Peter J. Teuben

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tration (NASA) has been established to serve the space science communities in evolving cost effective, interoperable data systems. The NOST performs a number of functions designed to facilitate the recognition, development, adoption, and use of standards by the space science communities. Approval of a NOST standard requires verification by the NOST that the(More)
The Astrophysics Source Code Library (ASCL, http://ascl.net/) is an on-line registry of over 700 source codes that are of interest to astrophysicists, with more being added regularly. The ASCL actively seeks out codes as well as accepting submissions from the code authors, and all entries are citable and indexed by ADS. All codes have been used to generate(More)
While software and algorithms have become increasingly important in astronomy, the majority of authors who publish computational astronomy research do not share the source code they develop, making it difficult to replicate and reuse the work. In this paper we discuss the importance of sharing scientific source code with the entire astrophysics community,(More)
1 Summary Astronomical software is now a fact of daily life for all hands-on members of the astronomy and astrophysics community. Purpose-built software to assist in and automate data reduction and modeling tasks becomes ever more critical as we handle larger amounts of data and simulations and doing steps " by hand " becomes less practical. However, the(More)
Progress is being made in code discoverability and preservation, but as discussed at ADASS XXI, many codes still remain hidden from public view. With the Astrophysics Source Code Library (ASCL) 1 now indexed by the SAO/NASA Astrophysics Data System (ADS), the introduction of a new journal, Astronomy & Computing, fo-cused on astrophysics software, and the(More)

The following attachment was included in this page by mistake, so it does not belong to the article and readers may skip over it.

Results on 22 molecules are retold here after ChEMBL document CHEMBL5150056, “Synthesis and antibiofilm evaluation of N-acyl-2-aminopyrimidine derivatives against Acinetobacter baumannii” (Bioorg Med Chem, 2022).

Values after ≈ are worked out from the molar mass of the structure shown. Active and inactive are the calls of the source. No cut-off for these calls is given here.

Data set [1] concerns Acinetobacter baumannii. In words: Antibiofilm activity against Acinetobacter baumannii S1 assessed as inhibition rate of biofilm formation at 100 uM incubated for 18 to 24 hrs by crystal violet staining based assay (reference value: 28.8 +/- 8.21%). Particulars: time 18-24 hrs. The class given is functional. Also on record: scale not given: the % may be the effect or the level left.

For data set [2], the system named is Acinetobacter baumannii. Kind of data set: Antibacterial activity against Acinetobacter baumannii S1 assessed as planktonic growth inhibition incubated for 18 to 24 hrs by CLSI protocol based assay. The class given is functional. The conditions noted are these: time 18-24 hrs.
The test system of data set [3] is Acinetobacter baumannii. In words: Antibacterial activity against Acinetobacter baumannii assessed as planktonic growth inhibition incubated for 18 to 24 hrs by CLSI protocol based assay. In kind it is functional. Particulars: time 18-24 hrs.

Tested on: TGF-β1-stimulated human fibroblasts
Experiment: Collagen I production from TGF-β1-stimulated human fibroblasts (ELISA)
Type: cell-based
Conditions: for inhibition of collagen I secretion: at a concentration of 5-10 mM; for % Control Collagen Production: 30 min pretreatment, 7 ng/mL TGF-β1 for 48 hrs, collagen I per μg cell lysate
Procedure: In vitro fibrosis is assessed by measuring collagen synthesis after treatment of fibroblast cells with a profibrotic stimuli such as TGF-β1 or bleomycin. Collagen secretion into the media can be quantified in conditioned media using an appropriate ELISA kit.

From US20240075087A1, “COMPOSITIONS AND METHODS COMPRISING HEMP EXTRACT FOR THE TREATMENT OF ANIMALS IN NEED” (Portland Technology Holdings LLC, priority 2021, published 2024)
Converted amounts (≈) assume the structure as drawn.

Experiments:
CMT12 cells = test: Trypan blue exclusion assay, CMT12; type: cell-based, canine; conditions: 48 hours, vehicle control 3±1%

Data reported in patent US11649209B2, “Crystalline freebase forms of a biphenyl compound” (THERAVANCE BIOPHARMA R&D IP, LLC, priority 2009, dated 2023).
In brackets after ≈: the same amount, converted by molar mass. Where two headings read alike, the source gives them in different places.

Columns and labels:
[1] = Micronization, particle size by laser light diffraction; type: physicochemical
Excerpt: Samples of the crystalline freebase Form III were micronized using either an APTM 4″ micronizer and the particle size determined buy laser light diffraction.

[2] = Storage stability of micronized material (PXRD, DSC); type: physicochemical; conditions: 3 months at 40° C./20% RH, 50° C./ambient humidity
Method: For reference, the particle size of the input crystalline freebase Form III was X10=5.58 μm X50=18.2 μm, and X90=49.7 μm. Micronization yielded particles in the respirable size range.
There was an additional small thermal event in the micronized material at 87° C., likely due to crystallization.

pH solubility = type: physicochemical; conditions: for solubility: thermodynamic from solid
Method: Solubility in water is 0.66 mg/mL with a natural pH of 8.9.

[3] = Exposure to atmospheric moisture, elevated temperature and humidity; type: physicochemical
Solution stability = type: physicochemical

The Astrophysics Source Code Library (ASCL), founded in 1999, is a free on-line registry for source codes of interest to astronomers and astrophysicists. The library is housed on the discussion forum for Astronomy Picture of the Day (APOD) and can be accessed at http://ascl.net. The ASCL has a comprehensive listing that covers a significant number of the(More)
The Astrophysics Source Code Library (ASCL) 1 is a free online registry of codes used in astronomy research; it currently contains over 900 codes and is indexed by ADS. The ASCL has recently moved a new infrastructure into production. The new site provides a true database for the code entries and integrates the WordPress news and information pages and the(More)
How do we as a community encourage the reuse of software for telescope operations , data processing, and calibration? How can we support making codes used in research available for others to examine? Continuing the discussion from last year Bring out your codes! BoF session, participants separated into groups to brainstorm ideas to mitigate factors which(More)
Improving software citation and credit continues to be a topic of interest across and within many disciplines, with numerous efforts underway. In this Birds of a Feather (BoF) session, we started with a list of actionable ideas from last year's BoF and other similar efforts and worked alone or in small groups to begin implementing them. Work was captured in(More)
The past year has seen movement on several fronts for improving software citation , including the Center for Open Science's Transparency and Openness Promotion (TOP) Guidelines, the Software Publishing Special Interest Group that was started at January's AAS meeting in Seattle at the request of that organization's Working Group on Astronomical Software, a(More)